Gold Prices and US Dollar Turn to PPI and Sentiment Data Before the Weekend

Despite the fact that gold prices and the US dollar are both turning upward, a few factors are still keeping investors on the sidelines. Some of the reasons include the divergent performance of the US dollar and the Treasury yields. Others include a rise in the equities market. And lastly, there are a couple of sentiment indicators to watch.

U.S. wholesale price inflation

Several key US economic indicators are scheduled to be released before the weekend. Investors should pay close attention to the third-quarter GDP report, as well as the final version of President Biden’s economic package.

Expectations for US inflation on a year-ahead and five-year horizon are at their lowest levels in two years. These low expectations could provide a boost to greenback bulls. But the Fed’s tightening policy outlook is a source of uncertainty.

The US economy continues to look strong. Analysts expect growth to slow from 6.7% to 3.0% in the third quarter. They also expect to see a lot of lost growth pushed back to next year. However, rising cost pressures and supply chain issues are likely to slow the economy in the short term.

While inflation remains at elevated levels, the headline print may ease in August. But the stickier services costs and rising food and energy prices will keep the inflation print elevated.

China’s zero-tolerance approach to coronavirus lifted sentiment

Despite widespread public discontent, China’s top leadership appears to have staked its legitimacy on the country’s “zero Covid” policy. This policy’s key elements include lockdowns, mandatory testing and quarantines. This has created a major surge in infections, dampening hopes that the country will be able to reopen.

As the country prepares to reopen, leaders in Beijing are expected to further refine the methods used to contain the virus. The government has begun a messaging campaign. It is also planning to boost drug supplies to hospitals and schools, calling on citizens to treat mild cases of the disease at home.

Many analysts believe the policy will be a painful relapse in the next few months. The rest of the world has opened up to the pandemic, and China’s infection rates are still far below the level needed for herd immunity. This leaves officials facing the challenge of losing control of the public’s patience.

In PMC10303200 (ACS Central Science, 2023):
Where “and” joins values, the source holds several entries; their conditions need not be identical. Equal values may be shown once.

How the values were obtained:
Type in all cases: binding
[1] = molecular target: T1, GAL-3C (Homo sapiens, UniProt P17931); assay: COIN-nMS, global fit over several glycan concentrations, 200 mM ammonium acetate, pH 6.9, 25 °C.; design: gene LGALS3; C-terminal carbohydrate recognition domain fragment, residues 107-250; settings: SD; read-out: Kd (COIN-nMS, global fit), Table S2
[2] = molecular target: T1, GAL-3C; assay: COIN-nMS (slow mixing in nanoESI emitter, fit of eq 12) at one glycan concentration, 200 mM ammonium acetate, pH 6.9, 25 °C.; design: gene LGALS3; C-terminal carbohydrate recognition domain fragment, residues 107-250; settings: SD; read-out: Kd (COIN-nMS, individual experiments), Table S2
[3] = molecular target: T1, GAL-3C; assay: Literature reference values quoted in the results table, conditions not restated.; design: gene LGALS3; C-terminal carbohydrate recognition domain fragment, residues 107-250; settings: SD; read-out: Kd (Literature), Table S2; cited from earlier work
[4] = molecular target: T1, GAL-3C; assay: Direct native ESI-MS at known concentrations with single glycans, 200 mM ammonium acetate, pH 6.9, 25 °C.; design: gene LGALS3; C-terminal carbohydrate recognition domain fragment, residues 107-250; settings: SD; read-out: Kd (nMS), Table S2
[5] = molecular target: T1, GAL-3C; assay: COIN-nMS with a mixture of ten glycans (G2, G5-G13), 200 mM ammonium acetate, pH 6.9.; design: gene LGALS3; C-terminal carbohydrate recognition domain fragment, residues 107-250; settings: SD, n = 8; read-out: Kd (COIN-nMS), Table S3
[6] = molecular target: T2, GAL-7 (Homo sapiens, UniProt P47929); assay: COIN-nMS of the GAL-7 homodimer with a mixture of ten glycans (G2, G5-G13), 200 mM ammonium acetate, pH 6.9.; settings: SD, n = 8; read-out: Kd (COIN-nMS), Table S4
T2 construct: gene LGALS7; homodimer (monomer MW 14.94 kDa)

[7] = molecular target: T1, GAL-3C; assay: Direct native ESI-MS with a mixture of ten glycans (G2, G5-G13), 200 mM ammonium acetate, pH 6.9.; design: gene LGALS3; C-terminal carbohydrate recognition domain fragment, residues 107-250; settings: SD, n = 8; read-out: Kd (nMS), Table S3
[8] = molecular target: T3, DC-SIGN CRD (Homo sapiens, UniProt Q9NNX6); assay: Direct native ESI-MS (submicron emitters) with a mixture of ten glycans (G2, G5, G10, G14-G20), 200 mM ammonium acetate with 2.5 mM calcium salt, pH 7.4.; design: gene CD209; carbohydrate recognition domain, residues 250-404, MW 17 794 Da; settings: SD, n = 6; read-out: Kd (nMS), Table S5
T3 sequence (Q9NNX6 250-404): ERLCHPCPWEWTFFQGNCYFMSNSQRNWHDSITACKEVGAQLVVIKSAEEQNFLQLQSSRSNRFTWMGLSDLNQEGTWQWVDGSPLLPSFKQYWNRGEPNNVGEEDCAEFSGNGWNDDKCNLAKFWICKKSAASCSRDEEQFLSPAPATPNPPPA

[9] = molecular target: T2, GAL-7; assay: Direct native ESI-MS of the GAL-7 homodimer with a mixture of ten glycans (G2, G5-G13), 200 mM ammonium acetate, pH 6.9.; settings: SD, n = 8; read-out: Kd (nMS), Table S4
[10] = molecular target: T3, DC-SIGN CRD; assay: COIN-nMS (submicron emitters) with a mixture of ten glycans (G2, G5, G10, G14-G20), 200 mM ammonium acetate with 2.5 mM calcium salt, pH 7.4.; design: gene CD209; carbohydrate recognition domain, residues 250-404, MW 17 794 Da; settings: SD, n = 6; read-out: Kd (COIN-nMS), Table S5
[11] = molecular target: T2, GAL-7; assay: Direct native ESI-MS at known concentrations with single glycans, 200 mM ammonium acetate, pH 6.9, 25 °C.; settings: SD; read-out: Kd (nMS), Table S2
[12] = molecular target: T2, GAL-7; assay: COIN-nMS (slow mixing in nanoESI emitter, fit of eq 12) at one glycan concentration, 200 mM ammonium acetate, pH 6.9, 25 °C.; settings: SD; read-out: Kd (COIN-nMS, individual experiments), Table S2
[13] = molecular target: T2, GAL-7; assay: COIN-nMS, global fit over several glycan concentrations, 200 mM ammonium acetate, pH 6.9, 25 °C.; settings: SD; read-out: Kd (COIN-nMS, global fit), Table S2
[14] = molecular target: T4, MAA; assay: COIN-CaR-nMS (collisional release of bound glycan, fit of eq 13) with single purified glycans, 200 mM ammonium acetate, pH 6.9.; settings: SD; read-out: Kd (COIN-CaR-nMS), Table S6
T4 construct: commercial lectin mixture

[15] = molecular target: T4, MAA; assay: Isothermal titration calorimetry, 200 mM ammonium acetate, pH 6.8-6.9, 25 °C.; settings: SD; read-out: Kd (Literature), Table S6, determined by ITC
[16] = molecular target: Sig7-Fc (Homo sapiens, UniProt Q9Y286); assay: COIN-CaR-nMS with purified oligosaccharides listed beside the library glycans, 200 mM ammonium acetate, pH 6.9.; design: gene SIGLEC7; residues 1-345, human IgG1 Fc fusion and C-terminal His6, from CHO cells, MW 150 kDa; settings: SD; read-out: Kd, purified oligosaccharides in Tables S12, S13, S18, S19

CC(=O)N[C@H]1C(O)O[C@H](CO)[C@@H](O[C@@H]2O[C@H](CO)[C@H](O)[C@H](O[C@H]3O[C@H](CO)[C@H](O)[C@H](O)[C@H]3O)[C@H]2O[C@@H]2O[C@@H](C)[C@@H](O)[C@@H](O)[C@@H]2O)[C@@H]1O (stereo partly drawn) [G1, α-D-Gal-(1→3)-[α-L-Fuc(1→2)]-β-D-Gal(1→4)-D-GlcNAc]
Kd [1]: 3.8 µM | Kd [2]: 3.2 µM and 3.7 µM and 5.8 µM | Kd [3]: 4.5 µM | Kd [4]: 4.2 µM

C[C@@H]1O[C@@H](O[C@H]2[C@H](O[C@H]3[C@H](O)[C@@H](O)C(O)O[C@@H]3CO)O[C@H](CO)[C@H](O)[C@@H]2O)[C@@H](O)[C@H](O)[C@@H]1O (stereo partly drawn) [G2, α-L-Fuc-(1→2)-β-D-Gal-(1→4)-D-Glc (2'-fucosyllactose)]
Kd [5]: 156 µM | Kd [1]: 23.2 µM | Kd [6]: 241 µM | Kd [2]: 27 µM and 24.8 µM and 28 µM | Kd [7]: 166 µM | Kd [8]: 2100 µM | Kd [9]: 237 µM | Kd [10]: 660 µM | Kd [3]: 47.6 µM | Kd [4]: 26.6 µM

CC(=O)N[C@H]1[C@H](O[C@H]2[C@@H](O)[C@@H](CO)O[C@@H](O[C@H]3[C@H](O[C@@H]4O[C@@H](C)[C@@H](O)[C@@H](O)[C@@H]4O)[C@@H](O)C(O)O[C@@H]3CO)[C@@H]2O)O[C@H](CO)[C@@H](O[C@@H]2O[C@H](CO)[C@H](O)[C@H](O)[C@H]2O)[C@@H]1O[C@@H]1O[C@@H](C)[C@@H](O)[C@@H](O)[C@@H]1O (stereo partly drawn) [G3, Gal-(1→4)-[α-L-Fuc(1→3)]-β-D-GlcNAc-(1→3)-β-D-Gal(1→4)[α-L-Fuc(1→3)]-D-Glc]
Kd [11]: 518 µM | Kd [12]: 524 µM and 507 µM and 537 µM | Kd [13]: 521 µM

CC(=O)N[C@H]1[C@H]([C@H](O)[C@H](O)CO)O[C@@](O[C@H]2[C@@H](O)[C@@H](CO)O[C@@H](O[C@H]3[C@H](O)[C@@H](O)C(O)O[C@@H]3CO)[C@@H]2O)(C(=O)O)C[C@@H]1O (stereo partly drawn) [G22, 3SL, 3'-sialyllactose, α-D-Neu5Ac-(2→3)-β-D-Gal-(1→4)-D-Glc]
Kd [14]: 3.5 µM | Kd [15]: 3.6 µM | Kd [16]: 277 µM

Some cities have already relaxed the restrictions. Shanghai, for example, has dropped the testing requirement for restaurants and entertainment venues. This could assuage public fears, though it will also require local officials to balance the outbreak against the economy.

Divergent performance between the US dollar and Treasury yields

Despite the Fed’s latest hike, the US dollar continues to slide. The DXY Index ended the week at a two-year low and closed down 8.4% from its September peak.

In terms of numbers, the Federal Reserve has hiked its fed funds rate target by 75 basis points. The increase was largely in line with the recent Fed policy statement. However, it does not mean that rates will continue to climb at the same pace.

There are a few notable exceptions. One example is the bond market. During the week, a net negative supply of bonds should provide some support. The high yield market experienced an outflow of $1.7 billion. This was followed by an inflow of $580 million in hard currency funds.

In addition, the ISM manufacturing survey showed that the economy was performing better than expected. While this did not prove that the Fed’s latest move was for the best, it did give traders something to mull over.

Stocks rose on the equity front

Despite a strong start, global markets and the US Dollar turned to sentiment and inflation data before the weekend. Investors digested data out of China, a potential slowdown in the Fed’s interest rate hikes, and commentary from notable business leaders.

The Producer Price Index, which measures monthly wholesale prices, was slightly hotter than expected in November. While it still remains below the level of the previous month’s 2.1%, it exceeded Wall Street expectations. This is likely to stoke greenback bulls. The core PPI, which excludes volatile energy prices, was also above the 0.2% level expected.

China’s CPI matched expectations and showed a 1.6% year-on-year increase. The government indicated that it is phasing out restrictions on Covid, a form of antibiotics used in the manufacturing and agriculture industries.

Stocks in Europe rose as global markets absorbed the inflation data. The French CAC 40 and Switzerland’s Swiss Market Index gained. In Asia, markets in Hong Kong and China led advances. However, Japan’s equity market saw a loss.